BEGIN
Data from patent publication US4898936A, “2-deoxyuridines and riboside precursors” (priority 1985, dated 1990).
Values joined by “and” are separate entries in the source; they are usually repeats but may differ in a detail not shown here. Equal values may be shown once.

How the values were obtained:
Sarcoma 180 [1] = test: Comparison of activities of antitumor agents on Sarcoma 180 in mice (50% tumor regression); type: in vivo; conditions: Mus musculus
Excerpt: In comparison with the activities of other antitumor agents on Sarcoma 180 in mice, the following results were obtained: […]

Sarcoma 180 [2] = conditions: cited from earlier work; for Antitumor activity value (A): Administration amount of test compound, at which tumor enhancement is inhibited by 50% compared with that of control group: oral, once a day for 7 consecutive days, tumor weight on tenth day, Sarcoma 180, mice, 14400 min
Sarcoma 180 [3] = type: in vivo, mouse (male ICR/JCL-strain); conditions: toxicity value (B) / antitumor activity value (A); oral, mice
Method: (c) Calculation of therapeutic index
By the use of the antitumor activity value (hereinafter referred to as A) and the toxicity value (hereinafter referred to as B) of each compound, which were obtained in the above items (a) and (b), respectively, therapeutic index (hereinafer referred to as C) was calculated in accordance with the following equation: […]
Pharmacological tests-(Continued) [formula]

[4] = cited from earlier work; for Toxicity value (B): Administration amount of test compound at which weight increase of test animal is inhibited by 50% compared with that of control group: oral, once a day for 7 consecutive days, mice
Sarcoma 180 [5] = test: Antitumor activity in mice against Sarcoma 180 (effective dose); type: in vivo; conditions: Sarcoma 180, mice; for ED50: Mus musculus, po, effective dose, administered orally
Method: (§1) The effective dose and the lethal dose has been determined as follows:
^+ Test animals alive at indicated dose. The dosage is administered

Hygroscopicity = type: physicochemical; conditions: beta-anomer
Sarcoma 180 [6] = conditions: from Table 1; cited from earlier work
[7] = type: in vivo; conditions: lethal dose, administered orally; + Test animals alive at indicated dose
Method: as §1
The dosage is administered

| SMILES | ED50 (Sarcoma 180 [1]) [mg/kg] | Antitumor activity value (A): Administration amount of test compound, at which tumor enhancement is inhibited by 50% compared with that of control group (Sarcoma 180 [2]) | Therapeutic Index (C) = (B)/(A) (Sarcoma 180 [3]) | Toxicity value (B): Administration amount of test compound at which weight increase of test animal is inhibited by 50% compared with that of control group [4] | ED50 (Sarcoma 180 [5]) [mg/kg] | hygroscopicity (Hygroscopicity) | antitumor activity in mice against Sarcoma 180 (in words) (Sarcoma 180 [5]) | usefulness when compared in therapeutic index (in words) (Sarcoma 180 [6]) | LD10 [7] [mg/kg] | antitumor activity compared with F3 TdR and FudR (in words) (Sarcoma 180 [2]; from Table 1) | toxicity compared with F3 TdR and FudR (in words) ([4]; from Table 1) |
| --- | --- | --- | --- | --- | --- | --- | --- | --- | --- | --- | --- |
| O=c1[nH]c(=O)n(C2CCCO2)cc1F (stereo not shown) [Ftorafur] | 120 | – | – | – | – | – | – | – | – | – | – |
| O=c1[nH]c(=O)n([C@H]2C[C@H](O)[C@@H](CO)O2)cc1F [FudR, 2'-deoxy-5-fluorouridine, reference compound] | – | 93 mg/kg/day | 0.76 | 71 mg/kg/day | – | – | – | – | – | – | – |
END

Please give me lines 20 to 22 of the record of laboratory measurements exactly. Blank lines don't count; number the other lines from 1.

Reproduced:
| SMILES | ED50 (Sarcoma 180 [1]) [mg/kg] | Antitumor activity value (A): Administration amount of test compound, at which tumor enhancement is inhibited by 50% compared with that of control group (Sarcoma 180 [2]) | Therapeutic Index (C) = (B)/(A) (Sarcoma 180 [3]) | Toxicity value (B): Administration amount of test compound at which weight increase of test animal is inhibited by 50% compared with that of control group [4] | ED50 (Sarcoma 180 [5]) [mg/kg] | hygroscopicity (Hygroscopicity) | antitumor activity in mice against Sarcoma 180 (in words) (Sarcoma 180 [5]) | usefulness when compared in therapeutic index (in words) (Sarcoma 180 [6]) | LD10 [7] [mg/kg] | antitumor activity compared with F3 TdR and FudR (in words) (Sarcoma 180 [2]; from Table 1) | toxicity compared with F3 TdR and FudR (in words) ([4]; from Table 1) |
| --- | --- | --- | --- | --- | --- | --- | --- | --- | --- | --- | --- |
| O=c1[nH]c(=O)n(C2CCCO2)cc1F (stereo not shown) [Ftorafur] | 120 | – | – | – | – | – | – | – | – | – | – |